FROM all appearances, the traders pulled off a rare show of unity on Saturday. Barring a few places including some in Karachi, their strike call has been widely observed around the country. Not since the late 1990s have we seen such a forceful response from this disparate and divided community. Bringing the 4m-plus registered traders of the country, and their hundreds of associations, together onto one platform is no mean feat. Such a show of force on a national level means there is deep and widespread sentiment in the community that is hostile to the revenue drive that the government is committed to carrying out.
But having shown this resolve, a problem confronts the trader community. Where does it go from here? If the government stands firm, there is little more it can do to force its demands. Striking on one day, and that too on a Saturday when business is slow anyway, is not the same as prolonged shutdowns. That would be the next test of the mettle of the leadership of the trader community. At this point, the traders’ threat of marching on Islamabad seems like a distant prospect. Resorting to a test of wills of this sort will certainly escalate matters, and perhaps carry political ramifications as well, but it will be immensely costly for the traders themselves and is likely to splinter their ranks. Despite the show of force, there is still reason to doubt how far the traders can actually take their protest.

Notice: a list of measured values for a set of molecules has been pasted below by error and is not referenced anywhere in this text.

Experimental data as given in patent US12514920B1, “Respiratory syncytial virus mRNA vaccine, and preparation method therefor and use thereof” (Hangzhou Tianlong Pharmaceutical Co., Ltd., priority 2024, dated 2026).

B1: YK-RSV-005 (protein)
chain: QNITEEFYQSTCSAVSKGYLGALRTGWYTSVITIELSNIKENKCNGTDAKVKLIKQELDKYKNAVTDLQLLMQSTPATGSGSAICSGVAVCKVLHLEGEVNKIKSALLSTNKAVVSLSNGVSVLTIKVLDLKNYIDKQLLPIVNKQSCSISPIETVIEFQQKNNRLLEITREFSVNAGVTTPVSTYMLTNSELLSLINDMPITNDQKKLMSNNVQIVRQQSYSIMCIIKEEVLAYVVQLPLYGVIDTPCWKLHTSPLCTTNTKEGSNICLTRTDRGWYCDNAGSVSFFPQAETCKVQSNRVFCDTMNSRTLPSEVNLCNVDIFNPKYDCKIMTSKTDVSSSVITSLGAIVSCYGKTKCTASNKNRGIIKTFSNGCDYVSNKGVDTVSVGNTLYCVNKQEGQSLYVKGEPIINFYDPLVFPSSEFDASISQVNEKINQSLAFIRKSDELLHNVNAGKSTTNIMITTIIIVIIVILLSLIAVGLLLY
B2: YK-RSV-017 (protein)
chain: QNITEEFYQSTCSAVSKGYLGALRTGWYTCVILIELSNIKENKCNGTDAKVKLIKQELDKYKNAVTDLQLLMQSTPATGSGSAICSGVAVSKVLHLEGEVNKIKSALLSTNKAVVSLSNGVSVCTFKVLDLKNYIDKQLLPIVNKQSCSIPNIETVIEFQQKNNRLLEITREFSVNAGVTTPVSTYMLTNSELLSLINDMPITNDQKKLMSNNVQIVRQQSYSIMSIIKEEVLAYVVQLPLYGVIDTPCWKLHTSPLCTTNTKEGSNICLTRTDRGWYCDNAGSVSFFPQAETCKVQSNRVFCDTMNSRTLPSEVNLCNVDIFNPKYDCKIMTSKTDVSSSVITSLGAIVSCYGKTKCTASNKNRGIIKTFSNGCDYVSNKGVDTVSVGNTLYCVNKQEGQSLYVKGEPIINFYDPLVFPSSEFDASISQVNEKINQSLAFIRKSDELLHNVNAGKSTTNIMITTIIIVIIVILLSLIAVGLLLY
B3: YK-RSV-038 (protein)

For the government, however, the road forward is more straightforward. This is not the first government to launch an aggressive effort to document the trade and services sector, but it can be the first to break new ground in this effort. Where others before them were brought to grief because of their limited ability to absorb the political fallout, this government has the leverage behind it in the form of support from the establishment. Another reason this government can succeed where others before it have failed is linked to the possibilities opened up by contemporary technology. It is much harder today to conceal the beneficial owner of money than it was a decade ago. The traders have shown immense resilience in being able to shift to cash transactions when they were slapped with withholding taxes for non-filers of tax returns in the past, but even that resilience has its limits. Having programmed the incremental revenues from the documentation drive into the IMF deal, they have very little room for backing down, since that would mean raising taxes in some other sector where compliance issues are not as strident and noisy. Not only would that be bad economic management, it would signal weakness on a scale that the PTI government cannot afford to show.
Published in Dawn, July 15th, 2019